They do not have a member sitting in the Legislature – not completely true.  The New Party is represented in the Legislature by Belinda Karahalios  who was at one point a member of the Progressive Conservative Party.

Belinda Karahalios was elected as the MPP for Cambridge.  In July of 2020 she was expelled from the PC caucus after she voted against Bill 195.

The bill was in its third reading, and would allow the government of Premier Doug Ford to extend or amend some emergency orders a month at a time for up to two years without consulting the legislature.

When she was booted out of the PC party,  Karahalios crossed the floor of the Legislature and declared herself a member representing the New Blue Party.   Crossing the floor is nothing knew – it happens federally and provincially.

The spirit of a democratic  society is to accept a party that is representative of the community; the New Blue party has 124 people nominated and running election campaigns across the province.  To put it more bluntly – the New Blue have a candidate running in every riding in the province as do the New Democrats and the Progressive Conservatives.  The Liberal Party has 122 candidates.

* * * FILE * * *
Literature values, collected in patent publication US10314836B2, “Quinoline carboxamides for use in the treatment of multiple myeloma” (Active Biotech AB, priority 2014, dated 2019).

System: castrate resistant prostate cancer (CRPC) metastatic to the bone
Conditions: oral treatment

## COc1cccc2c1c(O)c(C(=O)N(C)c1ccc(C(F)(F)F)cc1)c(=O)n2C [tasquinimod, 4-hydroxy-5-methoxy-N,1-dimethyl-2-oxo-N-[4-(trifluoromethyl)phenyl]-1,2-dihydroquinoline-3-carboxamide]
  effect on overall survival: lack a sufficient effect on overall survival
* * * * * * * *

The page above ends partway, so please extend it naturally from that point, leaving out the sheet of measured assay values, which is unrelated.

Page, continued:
Allison McKenzie: New Blue candidate for Burlington,

The Burlington Chamber of Commerce needs to take another hard look at the decision they have made and welcome Allison McKenzie, candidate as the candidate for the New Blue Party in Burlington.

Personally, I am not a fan of the party and most of the positions they have taken.

I am a fan and a strong believer in fairness and openness.  The New Blue belong at the table.

Salt with Pepper is the musings, reflections and opinions of the publisher of the Burlington Gazette, an online newspaper that was formed in 2010 and is a member of the National Newsmedia Council.

 

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May 31st - Performing Arts announces its 2022-23 season. Become a member and get to the front of the ticket line

By Pepper Parr

May 10th, 2022

BURLINGTON, ON

 

The 2022-23 Performing Arts season will be announced on May 31st. The demand for tickets hits a peak the week after – everone knows will be on stage and they want tickets.

The stage curtains will open May 31 and the season will begin.

The Performing Arts Centre in Burlington has a unique ticket sales plan.